Let’s be upfront about one thing: Brash politicians peddling quick fixes to intractable domestic problems, and particularly domestic economic problems, are, almost by definition, charlatans.
The tale of the audacious demagogue who exploits widespread domestic disaffection to hijack a nation’s politics with combative, incendiary rhetoric is as old as the hills. It’s a playbook run again and again by opportunistic firebrands who, more often than not, lead their countries down the road to some kind of ruin.
The good news for Argentina’s newly elected president, Javier Milei, is that it could scarcely get much worse for the country, at least on the economic front. And that’s really (really) saying something. Argentina, as most readers are doubtlessly aware, is the quintessential basket case — a serial defaulter with no peers and the butt of every macro joke that’s not about Venezuela. So, to say things are “especially” bad in Argentina is to paint a very grim picture indeed.
Inflation in October was nearly 143%, a figure high enough to impress even Recep Tayyip Erdogan. The country’s perpetually maligned central bank, which Milei has pledged to dismantle, sees annual price growth exceeding 180% by year-end. The economy contracted by the most since the pandemic in Q2 and the poverty rate is 40%.
Another currency devaluation is a foregone conclusion. The central bank doesn’t have any dollars left to defend the peso and the free-floating rate is double the official exchange rate. It’s a disaster, and a largely unmitigated one at that.
Milei, a libertarian economist, has promised to dollarize the economy. I’ll be polite: That idea faces challenges, not least of which is that Argentina doesn’t have any dollars. Well, they do, but those dollars are either pledged by banks as reserves or else circulating in the real economy. The former aren’t usable, and to access the latter, you’d need to convince Argentines to take a leap of faith: Turn their dollars in for dollar claims when there’s no guarantee the government will succeed in stabilizing the situation and when the country owes billions to creditors whose claims might come ahead of your own.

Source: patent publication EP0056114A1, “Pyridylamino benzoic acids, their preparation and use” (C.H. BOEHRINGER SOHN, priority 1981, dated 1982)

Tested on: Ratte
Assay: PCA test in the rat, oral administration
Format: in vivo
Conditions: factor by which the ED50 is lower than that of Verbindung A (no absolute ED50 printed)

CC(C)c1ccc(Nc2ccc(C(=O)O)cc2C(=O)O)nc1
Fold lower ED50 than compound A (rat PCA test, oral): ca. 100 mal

If Milei were to dollarize all of the state’s domestic financial obligations he’d need to find the dollars to make good on them. The IMF would be crazy to loan him any hard currency, and he’s openly hostile to China. Chinese “are not free,” he (correctly) assessed after winning the primary in August. “They can’t do what they want and when they do, they get killed,” he went on, before suggesting he might freeze trade with China: “Would you trade with an assassin?”
Why is that a problem? Two reasons. First, China is the second-biggest market for Argentina’s exports. Second, the central bank has an $18 billion swap line with the PBoC. Argentina is using that swap line to make payments to the IMF, and although Beijing struck a conciliatory tone in congratulating Milei on Monday, Xi Jinping’s not a man who enjoys being castigated. What happens if China wants its yuan back?
Further, dollarizing the economy is to cede your monetary sovereignty. I’m not convinced that’s a great idea. “As with everything in economics, there is no free lunch and adopting, preserving and benefiting from dollarization could be challenging,” Goldman’s Sergio Armella cautioned, following Milei’s decisive victory.